|We wake up late, Maki has already gone to visit her Mum and won’t be back until tomorrow. We fire up her laptop, we were in touch with our first contact on couchsurfers.com last night and we promised we would check our mail this morning.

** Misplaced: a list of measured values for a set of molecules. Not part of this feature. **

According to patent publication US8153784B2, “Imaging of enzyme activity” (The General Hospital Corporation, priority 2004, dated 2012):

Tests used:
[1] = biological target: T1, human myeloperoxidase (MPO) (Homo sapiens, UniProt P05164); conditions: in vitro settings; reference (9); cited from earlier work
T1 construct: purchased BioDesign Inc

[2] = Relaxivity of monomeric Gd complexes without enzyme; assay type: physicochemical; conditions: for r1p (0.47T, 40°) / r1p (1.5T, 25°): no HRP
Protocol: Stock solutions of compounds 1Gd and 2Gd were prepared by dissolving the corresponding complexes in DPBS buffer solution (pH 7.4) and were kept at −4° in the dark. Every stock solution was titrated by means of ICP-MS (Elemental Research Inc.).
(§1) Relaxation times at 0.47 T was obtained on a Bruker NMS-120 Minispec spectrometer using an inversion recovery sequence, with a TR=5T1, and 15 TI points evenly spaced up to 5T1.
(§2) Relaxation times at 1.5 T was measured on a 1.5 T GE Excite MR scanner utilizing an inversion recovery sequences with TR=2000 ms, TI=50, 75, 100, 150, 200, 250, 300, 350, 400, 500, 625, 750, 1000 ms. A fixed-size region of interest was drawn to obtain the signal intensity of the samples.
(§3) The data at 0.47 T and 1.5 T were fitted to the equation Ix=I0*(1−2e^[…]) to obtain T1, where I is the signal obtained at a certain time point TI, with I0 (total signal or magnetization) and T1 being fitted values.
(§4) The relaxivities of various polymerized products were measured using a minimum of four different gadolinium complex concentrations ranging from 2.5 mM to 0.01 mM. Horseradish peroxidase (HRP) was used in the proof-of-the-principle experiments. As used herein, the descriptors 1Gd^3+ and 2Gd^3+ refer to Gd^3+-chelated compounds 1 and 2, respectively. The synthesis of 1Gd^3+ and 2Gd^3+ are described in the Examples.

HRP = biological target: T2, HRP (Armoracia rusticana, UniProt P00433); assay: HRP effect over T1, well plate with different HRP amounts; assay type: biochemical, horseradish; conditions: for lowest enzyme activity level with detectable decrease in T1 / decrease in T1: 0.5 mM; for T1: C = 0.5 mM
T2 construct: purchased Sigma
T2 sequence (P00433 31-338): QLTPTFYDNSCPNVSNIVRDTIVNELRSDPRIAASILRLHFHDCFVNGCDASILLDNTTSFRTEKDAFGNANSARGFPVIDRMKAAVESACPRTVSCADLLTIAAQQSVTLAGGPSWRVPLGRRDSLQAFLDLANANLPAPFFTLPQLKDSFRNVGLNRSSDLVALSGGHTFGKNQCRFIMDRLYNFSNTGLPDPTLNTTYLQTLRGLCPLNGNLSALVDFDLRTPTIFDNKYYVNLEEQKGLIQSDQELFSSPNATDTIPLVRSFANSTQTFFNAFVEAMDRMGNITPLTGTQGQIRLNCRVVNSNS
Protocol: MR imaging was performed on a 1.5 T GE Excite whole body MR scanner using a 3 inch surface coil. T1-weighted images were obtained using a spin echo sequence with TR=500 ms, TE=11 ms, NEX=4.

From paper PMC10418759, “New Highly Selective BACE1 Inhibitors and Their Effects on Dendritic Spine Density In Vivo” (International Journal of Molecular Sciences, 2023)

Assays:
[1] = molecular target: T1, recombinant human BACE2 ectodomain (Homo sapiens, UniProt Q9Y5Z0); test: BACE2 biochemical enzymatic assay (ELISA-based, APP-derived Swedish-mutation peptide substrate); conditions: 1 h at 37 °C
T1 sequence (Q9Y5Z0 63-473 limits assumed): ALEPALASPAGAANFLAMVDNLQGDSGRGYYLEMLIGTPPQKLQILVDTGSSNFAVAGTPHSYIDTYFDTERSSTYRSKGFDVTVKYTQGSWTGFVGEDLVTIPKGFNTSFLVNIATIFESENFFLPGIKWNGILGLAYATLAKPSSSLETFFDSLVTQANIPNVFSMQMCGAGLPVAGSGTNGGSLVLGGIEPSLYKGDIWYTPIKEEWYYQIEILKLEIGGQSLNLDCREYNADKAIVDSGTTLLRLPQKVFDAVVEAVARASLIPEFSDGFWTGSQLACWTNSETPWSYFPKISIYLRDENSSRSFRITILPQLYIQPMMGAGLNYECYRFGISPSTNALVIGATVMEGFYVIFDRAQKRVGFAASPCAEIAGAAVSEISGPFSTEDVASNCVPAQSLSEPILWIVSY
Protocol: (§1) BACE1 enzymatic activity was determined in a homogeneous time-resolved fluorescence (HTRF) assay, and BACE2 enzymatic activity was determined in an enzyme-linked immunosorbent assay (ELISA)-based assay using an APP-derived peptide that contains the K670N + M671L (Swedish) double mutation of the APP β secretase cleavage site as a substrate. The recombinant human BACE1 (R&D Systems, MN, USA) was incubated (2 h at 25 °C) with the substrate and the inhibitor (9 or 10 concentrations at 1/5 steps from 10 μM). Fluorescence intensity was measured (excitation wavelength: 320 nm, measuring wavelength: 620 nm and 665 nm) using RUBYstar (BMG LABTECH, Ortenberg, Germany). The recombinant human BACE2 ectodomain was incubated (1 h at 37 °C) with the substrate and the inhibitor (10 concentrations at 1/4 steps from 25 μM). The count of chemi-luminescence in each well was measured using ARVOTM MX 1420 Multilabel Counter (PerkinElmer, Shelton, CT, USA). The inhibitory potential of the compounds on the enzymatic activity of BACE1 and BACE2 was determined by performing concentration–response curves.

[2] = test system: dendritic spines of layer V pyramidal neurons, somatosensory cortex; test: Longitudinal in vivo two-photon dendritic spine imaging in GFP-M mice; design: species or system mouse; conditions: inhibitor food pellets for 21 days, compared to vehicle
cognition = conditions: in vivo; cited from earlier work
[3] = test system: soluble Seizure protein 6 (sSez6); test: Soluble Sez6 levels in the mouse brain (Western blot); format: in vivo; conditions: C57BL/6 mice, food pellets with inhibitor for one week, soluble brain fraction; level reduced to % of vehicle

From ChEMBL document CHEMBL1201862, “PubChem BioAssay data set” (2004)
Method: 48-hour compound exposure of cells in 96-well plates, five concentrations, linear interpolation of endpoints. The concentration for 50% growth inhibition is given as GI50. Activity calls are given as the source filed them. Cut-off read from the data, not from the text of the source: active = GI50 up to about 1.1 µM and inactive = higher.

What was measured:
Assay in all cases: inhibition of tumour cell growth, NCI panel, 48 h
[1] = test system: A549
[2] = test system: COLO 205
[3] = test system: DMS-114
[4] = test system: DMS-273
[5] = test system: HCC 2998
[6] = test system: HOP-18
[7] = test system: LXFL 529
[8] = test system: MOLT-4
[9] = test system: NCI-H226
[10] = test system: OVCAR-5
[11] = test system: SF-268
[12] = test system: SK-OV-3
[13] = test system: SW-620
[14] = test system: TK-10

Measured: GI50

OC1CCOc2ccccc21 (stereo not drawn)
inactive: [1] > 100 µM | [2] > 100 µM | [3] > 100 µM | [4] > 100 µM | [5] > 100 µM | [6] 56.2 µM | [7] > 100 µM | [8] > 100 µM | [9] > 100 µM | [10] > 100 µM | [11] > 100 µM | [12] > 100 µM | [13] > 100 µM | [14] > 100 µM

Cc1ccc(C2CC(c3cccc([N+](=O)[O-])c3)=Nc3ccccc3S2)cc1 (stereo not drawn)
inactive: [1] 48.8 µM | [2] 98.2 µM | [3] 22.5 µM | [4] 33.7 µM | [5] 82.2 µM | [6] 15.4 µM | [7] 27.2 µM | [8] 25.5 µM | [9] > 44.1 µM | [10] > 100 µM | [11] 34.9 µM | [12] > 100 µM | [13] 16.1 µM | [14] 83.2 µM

Couchsurfers (CS) was recommended to us by some fellow travellers, it is a social website where people offer accomadation to travellers in their own homes. If you are looking for a couch you search the area you are in and anyone whose status says they have a couch available will show up. You can then request a couch and the hosts can look at your profile and decide whether to get in touch with you or not. We have not stayed with anyone through this site yet, we are just trying to build up our profile and get the hang of it at the moment in preparation for Australia and New Zealand where its really popular. Aside from staying with people you can also find people who are nearby and meet for coffee or lunch etc. This is how we met Angi, she contacted us as she is fairly near Maki and is also a stranger in a strange land, she asked if we could meet up. We emailed her back and arranged lunch at Maki’s friends cafe. She caught the train and I picked her up from the station on the bike after first dropping Karen at the cafe so Angi could borrow her bike gear. Unfortunately it started to rain and by the time I got to the station it was raining hard and Angi wasn’t there. Fortunately there was a bench in the dry where I could wait, I had plenty of blogs to catch up on so it wasn’t a problem. After a while she appeared and apologised there was some confusion over the trains and she caught the wrong one. No problem I say, oh and sorry about the weather. She bravely dons Karens waterproofs, jacket and helmet and we set off. I show her how to plug in the intercom so we can talk a little on the way there. We get to the cafe which is called Hull, its a nice place, situated right on the lake front and is part birdwatching area and part cafe. Maki’s friend has been kindly entertaining Karen for the past hour or so and makes us feel equally welcome, we get all our wet gear off and settle in. Over a delicous lunch of octopus starter and shrimp pasta we get to know Angi who is an American over here teaching English for a year. She is good company and the conversation flows effortlessly, we all share a common passion for photography and images something we discovered when she pulled a gorgeous Leica compact camera from her bag to take our picture with. In her original email she mentioned she wanted to take a polaroid of us and our machine which at the time I thought was just a turn of phrase. She then produced a 70′s Polaroid reporter camera which is just huge, I have memories of polaroids as a kid and this is just as I remember. It has a huge plastic case which hinges open from the bottom allowing the bellows lens to fold out. Focusing is via a manual focus ring which is calibrated in feet and the viewfinder is on top and wouldn’t look out of place on an anti aircraft gun. There is no built in flash, it takes those old flash cubes that were single use. Boy cameras have changed beyond recognition in a relatively short space of time, this beast is way bigger than any modern camera. It is really cool in a retro way and I take some pictures of it which I will post.